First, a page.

As a writer approaching a novel it’s helpful to carry a notebook with you so that you can write down ideas, dreams, overheard conversations - any day to day interactions or sources of inspiration that could feed into your storytelling. These can come and go like blips of the subconscious that never happened, unless we catch them in the moment and enable ourselves to record them - if JK Rowling never had those napkins on that train back in 1990, who knows if Harry Potter would ever have existed?
Despite the prevalence of the smartphone, it’s pretty useful to physically write things down. For one, there’s no distractions, no pop up notifications, no bright beaming backlight to diminish the light within you. Maybe you’re not bothered by any of that, but there’s definitely something to be said of psychosomatic memory formation - solidifying thoughts with tactile actions, when the mental and the physical meet, when the ink seeps in and scribbles down the voice in your head.
Having said that, mobile devices are great one-stop-shops for documenting imaginative thoughts - there’s always a camera to hand, voice recording features, and apps like evernote for easy note taking that syncs across all your devices.
Whatever way you do it, don’t allow yourself to forget any of your sparks of brilliance.
I have now published nine books, seven of them novels. It is always terrifying and the novel I have just started is no less intimidating than the first novel I finished forty years ago. To quote John Steinbeck: “It is not so very hard to judge a story after it is written but, after many years, to start a story still scares me to death. I will go so far as to say that the writer who is not scared is happily unaware of the remote and tantalising majesty of the medium.”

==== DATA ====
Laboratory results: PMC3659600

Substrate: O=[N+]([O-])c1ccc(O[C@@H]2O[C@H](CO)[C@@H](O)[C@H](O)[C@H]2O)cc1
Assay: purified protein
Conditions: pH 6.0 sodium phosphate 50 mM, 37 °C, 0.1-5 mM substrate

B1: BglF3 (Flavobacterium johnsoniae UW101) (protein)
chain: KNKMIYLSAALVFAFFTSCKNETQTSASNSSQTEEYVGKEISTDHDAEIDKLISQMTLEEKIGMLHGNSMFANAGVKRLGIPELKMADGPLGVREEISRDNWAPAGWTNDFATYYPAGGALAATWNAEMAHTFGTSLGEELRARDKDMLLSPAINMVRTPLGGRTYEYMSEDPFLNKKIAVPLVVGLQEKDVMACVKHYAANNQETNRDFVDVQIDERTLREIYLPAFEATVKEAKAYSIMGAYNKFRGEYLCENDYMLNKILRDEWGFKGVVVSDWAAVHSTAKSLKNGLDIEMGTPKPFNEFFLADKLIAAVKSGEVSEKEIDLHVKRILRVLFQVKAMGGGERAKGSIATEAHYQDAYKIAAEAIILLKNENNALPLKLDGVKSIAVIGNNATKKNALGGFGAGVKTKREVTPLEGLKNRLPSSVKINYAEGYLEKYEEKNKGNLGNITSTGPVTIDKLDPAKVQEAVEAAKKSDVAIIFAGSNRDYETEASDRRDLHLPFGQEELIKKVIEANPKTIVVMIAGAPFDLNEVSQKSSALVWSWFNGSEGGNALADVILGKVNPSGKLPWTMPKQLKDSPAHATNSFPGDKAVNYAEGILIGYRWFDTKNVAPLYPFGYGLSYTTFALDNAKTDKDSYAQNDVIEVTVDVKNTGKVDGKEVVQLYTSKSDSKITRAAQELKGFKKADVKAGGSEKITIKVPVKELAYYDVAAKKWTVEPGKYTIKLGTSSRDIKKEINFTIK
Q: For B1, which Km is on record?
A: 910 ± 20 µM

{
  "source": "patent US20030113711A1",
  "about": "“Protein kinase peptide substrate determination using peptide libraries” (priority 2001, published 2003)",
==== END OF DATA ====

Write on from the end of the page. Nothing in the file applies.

- Miranda Miller
For a lot of people, it can be hard to get into the zone for writing, so once you achieve this and get going, you want to stay there and minimise the potential for distractions.
Sure, you can't help people crossing your path, a rumbling belly, or a fleeting meditational moment of staring blankly into space - but these aren't always in your control.
What is in your control is your phone, your devices, your social media accounts and your email - turn them off and block them out. Remove the temptation to check them, and the excuse for logging out of the task at hand.
It’s difficult to stay focused and concentrate, especially when everything around us is seeking our attention - the logo on the coffee cup, the poster on the wall, the side of the truck that just drove past, the slogan on the babygrow on the kid in the buggy next to you.
Create an environment that nurtures your inner voice, allows it to speak freely and be heard - not drowned out by white noise of pinging notifications and ringing phones.
Give Your Idea A Voice
So we’ve been referring to this voice inside of us, where we all silently talk to ourselves in our head. This is the phenomenon that psychologists call ‘inner speech’, and some in the scientific community believe it is the internalisation of external, ‘expressed’ speech - that when we talk to ourselves in our head, we actually move certain muscles as if we were talking aloud.